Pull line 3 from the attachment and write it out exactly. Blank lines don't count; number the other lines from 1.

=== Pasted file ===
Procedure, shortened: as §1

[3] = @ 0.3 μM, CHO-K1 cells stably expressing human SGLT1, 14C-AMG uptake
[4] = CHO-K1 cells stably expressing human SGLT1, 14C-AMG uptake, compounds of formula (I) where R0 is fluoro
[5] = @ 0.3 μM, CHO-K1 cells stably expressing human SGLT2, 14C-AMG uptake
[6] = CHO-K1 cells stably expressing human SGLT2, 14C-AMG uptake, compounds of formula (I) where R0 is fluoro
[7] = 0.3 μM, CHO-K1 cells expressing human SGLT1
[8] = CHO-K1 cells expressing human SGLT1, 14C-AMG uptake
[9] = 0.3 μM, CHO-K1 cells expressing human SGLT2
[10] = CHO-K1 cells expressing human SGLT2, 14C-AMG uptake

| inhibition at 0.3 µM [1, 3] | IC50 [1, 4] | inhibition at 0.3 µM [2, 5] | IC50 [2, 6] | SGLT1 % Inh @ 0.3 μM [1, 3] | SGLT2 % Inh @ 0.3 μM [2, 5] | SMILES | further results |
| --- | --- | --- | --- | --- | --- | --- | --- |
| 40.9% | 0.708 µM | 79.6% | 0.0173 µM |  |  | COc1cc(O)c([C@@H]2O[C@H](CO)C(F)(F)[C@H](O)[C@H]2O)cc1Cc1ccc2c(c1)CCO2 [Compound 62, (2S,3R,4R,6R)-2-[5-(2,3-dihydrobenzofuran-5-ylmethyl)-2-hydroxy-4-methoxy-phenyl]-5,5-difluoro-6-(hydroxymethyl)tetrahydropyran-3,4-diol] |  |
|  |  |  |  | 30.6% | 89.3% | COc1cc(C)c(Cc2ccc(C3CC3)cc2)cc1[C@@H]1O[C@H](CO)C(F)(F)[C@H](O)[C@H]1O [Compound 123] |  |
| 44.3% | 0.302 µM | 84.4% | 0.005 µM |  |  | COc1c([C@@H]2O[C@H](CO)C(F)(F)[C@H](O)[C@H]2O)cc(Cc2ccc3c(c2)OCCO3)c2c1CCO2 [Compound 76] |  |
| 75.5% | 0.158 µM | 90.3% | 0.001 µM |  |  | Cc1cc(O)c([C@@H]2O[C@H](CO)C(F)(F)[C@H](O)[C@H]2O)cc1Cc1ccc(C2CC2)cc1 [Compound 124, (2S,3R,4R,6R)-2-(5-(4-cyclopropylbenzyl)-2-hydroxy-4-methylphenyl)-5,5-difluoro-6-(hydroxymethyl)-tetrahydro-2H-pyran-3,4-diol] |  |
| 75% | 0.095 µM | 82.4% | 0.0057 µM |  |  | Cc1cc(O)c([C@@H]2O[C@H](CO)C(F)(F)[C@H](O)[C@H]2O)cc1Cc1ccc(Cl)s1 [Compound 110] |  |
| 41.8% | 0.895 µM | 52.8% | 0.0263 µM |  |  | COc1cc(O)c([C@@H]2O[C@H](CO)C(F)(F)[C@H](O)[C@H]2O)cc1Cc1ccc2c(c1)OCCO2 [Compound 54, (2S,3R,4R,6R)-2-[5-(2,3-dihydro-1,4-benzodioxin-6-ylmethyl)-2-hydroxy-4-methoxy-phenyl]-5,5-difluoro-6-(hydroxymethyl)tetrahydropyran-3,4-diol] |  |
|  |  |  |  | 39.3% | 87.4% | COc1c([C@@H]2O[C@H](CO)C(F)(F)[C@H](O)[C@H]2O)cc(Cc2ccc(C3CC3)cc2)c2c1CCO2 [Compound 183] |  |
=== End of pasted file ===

[4] = CHO-K1 cells stably expressing human SGLT1, 14C-AMG uptake, compounds of formula (I) where R0 is fluoro